A new study came out in Nature a couple of weeks ago that assesses multiple records of ocean temperatures over the last couple of decades and finds that there is "a statistically significant linear warming trend for 1993-2008 of 0.64âWâm-2".
The challenge the paper took on was one of assessing the uncertainties and inconsistencies in the various records. The paper is Lyman, J.L., et al. 2010. Robust warming of the global upper ocean. Nature 465 and Real Climate had an article about it here.
Also in that issue of Nature is an article by Kevin Trenbreth [PDF] that discusses that paper and sheds some light on his infamous "travesty" comment in the stolen CRU email.
So, oceans are warming on decadal timescales, as expected in an enhanced greenhouse effect climate, and most of the ocean (below 700m) is poorly monitored making short term behaviour in the parts we can see difficult to explain. It is important in understanding global warming to keep the relative heat capacity of the surface and the oceans in perspective.
This graph is from Murphy et al, 2009, h/t to Skeptical Science's post measuring the earth's energy imbalance
"It is important in understanding global warming to keep the relative heat capacity of the surface and the oceans in perspective."
You mean this just as an index of global warming, or as a key element that might affect us in a direct way, as: warmer oceans put more water (or more rapidly) in the atmosphere resulting in heavier rainfall somewhere?
I was thinking in terms of understanding the wiggles of atmospheric warming and the reason for the lag time between the imposition of a forcing (40% rise in CO2) and the resulting temperatue increase. The high heat capacity of the earth's oceans mean it will be several decades after CO2 stabilizes before the planet's temperature catches up.
"The high heat capacity of the earth's oceans mean it will be several decades after CO2 stabilizes before the planet's temperature catches up."
A concept that is very difficult, if not completely impossible, for those in denial of physical reality to grasp, even if they wanted to.
You really think so? It's water natural property to store heat (heat capacity). What's the argument?
gustavo, in my experience they typically don't offer an argument, they simply reject the concept out of hand.
For them understanding science is hard, which is why they reject it outright.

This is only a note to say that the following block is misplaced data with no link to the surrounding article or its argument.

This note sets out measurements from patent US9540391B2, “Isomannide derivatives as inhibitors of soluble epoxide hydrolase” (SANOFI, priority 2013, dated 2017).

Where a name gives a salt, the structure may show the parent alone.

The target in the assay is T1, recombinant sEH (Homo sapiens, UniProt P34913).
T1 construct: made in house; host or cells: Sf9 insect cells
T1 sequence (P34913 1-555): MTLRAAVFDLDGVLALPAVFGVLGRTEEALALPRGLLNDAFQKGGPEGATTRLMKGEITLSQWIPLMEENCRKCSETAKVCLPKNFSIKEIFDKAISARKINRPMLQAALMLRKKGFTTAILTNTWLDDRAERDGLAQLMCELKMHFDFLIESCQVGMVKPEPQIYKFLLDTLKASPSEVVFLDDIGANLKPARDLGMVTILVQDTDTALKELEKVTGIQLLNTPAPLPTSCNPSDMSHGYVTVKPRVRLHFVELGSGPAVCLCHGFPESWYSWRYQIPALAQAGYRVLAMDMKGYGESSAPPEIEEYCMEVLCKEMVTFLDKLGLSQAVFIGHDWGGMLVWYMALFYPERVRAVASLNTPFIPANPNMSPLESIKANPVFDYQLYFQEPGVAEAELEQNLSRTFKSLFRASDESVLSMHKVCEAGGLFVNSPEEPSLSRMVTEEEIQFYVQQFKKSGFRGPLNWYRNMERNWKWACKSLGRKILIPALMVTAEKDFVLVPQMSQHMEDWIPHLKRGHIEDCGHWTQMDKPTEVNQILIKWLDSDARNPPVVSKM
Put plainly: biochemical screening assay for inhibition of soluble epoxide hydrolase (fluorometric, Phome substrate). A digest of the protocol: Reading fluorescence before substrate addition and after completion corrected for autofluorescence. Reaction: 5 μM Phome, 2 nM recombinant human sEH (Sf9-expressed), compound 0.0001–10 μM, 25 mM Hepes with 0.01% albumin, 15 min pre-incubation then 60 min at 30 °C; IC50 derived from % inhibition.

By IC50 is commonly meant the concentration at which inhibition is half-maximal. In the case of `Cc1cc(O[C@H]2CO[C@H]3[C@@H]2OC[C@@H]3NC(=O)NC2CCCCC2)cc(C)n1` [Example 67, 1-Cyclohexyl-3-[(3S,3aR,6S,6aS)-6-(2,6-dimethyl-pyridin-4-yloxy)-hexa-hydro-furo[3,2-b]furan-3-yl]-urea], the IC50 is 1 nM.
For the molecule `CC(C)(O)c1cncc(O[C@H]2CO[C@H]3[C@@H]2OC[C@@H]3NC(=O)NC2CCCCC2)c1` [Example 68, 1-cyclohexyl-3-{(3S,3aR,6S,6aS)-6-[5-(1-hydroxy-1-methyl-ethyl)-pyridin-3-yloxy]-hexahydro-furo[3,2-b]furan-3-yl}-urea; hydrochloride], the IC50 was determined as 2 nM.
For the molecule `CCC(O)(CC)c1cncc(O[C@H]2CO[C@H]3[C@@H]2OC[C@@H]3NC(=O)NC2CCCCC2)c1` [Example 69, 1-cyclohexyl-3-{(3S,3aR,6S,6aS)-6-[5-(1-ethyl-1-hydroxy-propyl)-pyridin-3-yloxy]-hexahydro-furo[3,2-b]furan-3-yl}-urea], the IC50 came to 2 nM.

Debate is just starting down here in Ecuador (you can say that's the reason I'm tuning into this page). For the way you write, seems that things are getting ugly.
Yes, Gustavo, things are getting very ugly indeed. That's what always happens when powerful wealthy interests are threatened.
This time they perceive "warmists" as the threat, when in reality it is nature's reaction to the perturbation of the atmosphere and carbon cycle that humans have caused.
Jim, some actually DO understand the science. Or at least large parts of the science. Enough to construct arguments and calculations that seem to make 'sense'. Throwing around impressive-looking equations and terms is bound to get the more gullible (and willfully gullible, I must add) to cheer.
I've had my share of "REBUT THIS! You can't, HAHAHAHAHAHA; see, AGW is a fraud". Invariably people note some major flaw somewhere, but don't expect that to be acknowledged.
Gustavo, I can only hope you have more honest people with a scientific background in Ecuador, and a more skeptical(*) population.
(*) Skeptical in the scientific sense of the word. Something that supposedly rebuts a solidly supported theory (which AGW is) needs to be scrutinised, not blindly accepted because its implications fit one's ideological profile.
An important study out from NASA last week, published in Geoscience. It is probably one of the most important confirmations of the heat imbalance of the Earth's climate system.
Has the editor resigned in shame and penitence yet?
Are any of the authors creation scientists?
Until those points are established this paper doesn't have as much credibility as Spencer's contribution to *Remote Sensing* . . .